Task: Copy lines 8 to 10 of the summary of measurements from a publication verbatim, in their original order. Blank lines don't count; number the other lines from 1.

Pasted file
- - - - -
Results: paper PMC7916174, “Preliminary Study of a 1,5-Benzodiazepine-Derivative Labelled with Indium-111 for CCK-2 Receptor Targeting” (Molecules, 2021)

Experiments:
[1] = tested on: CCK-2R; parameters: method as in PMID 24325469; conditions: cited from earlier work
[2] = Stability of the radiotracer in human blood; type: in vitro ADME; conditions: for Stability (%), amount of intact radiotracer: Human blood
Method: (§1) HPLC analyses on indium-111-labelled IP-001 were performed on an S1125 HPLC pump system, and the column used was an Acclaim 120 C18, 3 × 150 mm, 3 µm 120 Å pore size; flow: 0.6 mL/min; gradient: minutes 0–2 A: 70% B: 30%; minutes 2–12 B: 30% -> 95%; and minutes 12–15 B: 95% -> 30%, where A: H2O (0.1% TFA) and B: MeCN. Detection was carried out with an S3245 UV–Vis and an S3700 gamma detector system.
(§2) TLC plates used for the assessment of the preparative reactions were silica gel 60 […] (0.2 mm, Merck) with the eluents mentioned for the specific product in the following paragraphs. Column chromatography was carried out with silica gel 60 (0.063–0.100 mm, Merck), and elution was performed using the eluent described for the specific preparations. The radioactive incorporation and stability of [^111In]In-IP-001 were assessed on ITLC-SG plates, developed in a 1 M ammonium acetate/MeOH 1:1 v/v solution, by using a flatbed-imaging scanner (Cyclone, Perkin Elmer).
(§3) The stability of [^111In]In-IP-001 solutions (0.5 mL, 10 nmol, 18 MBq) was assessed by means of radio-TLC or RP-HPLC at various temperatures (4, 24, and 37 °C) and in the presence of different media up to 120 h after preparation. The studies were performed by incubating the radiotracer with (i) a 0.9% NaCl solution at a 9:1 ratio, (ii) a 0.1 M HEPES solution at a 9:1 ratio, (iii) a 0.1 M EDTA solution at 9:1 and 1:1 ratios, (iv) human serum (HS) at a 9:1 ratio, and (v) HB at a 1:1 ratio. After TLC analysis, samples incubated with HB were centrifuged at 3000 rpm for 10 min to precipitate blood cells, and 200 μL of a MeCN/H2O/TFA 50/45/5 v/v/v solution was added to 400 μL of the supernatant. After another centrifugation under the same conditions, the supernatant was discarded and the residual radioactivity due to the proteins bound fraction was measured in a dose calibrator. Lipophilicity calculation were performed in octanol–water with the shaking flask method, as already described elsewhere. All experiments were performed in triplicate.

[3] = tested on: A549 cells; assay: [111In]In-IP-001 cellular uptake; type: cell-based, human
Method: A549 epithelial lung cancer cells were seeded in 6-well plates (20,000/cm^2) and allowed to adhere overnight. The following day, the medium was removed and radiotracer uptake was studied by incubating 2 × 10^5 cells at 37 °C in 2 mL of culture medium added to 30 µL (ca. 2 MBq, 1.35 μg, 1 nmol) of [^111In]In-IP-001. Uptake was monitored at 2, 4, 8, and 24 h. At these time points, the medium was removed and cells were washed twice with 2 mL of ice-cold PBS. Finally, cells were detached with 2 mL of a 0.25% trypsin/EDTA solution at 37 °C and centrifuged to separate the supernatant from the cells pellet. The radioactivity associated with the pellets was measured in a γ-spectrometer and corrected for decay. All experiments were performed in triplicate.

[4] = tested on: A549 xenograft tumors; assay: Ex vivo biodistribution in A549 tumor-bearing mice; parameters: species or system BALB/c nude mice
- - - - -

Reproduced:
[3] = tested on: A549 cells; assay: [111In]In-IP-001 cellular uptake; type: cell-based, human
Method: A549 epithelial lung cancer cells were seeded in 6-well plates (20,000/cm^2) and allowed to adhere overnight. The following day, the medium was removed and radiotracer uptake was studied by incubating 2 × 10^5 cells at 37 °C in 2 mL of culture medium added to 30 µL (ca. 2 MBq, 1.35 μg, 1 nmol) of [^111In]In-IP-001. Uptake was monitored at 2, 4, 8, and 24 h. At these time points, the medium was removed and cells were washed twice with 2 mL of ice-cold PBS. Finally, cells were detached with 2 mL of a 0.25% trypsin/EDTA solution at 37 °C and centrifuged to separate the supernatant from the cells pellet. The radioactivity associated with the pellets was measured in a γ-spectrometer and corrected for decay. All experiments were performed in triplicate.

[4] = tested on: A549 xenograft tumors; assay: Ex vivo biodistribution in A549 tumor-bearing mice; parameters: species or system BALB/c nude mice